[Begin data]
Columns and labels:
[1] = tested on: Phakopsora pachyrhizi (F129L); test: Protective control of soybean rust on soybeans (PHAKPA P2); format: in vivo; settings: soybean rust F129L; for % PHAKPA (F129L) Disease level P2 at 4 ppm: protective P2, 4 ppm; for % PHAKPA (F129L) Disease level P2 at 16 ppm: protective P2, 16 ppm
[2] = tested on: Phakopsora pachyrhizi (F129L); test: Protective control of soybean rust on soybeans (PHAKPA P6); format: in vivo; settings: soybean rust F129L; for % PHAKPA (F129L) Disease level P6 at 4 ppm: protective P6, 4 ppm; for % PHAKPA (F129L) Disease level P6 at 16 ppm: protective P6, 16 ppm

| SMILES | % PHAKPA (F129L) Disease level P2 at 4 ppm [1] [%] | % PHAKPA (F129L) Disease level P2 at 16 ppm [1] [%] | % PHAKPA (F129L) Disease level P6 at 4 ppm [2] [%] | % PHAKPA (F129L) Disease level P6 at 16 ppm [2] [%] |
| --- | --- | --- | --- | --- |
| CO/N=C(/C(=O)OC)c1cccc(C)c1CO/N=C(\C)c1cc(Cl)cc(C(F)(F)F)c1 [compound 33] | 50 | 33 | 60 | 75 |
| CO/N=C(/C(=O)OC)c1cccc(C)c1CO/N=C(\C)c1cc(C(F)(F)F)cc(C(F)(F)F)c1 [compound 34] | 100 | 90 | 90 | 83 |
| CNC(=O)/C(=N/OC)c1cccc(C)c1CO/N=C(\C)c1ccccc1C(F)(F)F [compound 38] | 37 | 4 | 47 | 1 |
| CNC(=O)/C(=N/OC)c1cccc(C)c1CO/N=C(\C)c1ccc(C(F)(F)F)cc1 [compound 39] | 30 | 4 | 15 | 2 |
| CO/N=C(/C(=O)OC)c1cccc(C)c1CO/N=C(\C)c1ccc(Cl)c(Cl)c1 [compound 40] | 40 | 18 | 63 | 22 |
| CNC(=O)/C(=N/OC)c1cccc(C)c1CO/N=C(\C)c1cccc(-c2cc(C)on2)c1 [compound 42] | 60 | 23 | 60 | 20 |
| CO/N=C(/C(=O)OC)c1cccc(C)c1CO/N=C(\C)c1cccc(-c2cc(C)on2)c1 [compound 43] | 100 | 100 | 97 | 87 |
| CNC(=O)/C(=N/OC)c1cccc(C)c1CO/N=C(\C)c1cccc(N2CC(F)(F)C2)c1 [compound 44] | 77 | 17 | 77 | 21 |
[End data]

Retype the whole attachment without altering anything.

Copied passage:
Columns and labels:
[1] = tested on: Phakopsora pachyrhizi (F129L); test: Protective control of soybean rust on soybeans (PHAKPA P2); format: in vivo; settings: soybean rust F129L; for % PHAKPA (F129L) Disease level P2 at 4 ppm: protective P2, 4 ppm; for % PHAKPA (F129L) Disease level P2 at 16 ppm: protective P2, 16 ppm
[2] = tested on: Phakopsora pachyrhizi (F129L); test: Protective control of soybean rust on soybeans (PHAKPA P6); format: in vivo; settings: soybean rust F129L; for % PHAKPA (F129L) Disease level P6 at 4 ppm: protective P6, 4 ppm; for % PHAKPA (F129L) Disease level P6 at 16 ppm: protective P6, 16 ppm

| SMILES | % PHAKPA (F129L) Disease level P2 at 4 ppm [1] [%] | % PHAKPA (F129L) Disease level P2 at 16 ppm [1] [%] | % PHAKPA (F129L) Disease level P6 at 4 ppm [2] [%] | % PHAKPA (F129L) Disease level P6 at 16 ppm [2] [%] |
| --- | --- | --- | --- | --- |
| CO/N=C(/C(=O)OC)c1cccc(C)c1CO/N=C(\C)c1cc(Cl)cc(C(F)(F)F)c1 [compound 33] | 50 | 33 | 60 | 75 |
| CO/N=C(/C(=O)OC)c1cccc(C)c1CO/N=C(\C)c1cc(C(F)(F)F)cc(C(F)(F)F)c1 [compound 34] | 100 | 90 | 90 | 83 |
| CNC(=O)/C(=N/OC)c1cccc(C)c1CO/N=C(\C)c1ccccc1C(F)(F)F [compound 38] | 37 | 4 | 47 | 1 |
| CNC(=O)/C(=N/OC)c1cccc(C)c1CO/N=C(\C)c1ccc(C(F)(F)F)cc1 [compound 39] | 30 | 4 | 15 | 2 |
| CO/N=C(/C(=O)OC)c1cccc(C)c1CO/N=C(\C)c1ccc(Cl)c(Cl)c1 [compound 40] | 40 | 18 | 63 | 22 |
| CNC(=O)/C(=N/OC)c1cccc(C)c1CO/N=C(\C)c1cccc(-c2cc(C)on2)c1 [compound 42] | 60 | 23 | 60 | 20 |
| CO/N=C(/C(=O)OC)c1cccc(C)c1CO/N=C(\C)c1cccc(-c2cc(C)on2)c1 [compound 43] | 100 | 100 | 97 | 87 |
| CNC(=O)/C(=N/OC)c1cccc(C)c1CO/N=C(\C)c1cccc(N2CC(F)(F)C2)c1 [compound 44] | 77 | 17 | 77 | 21 |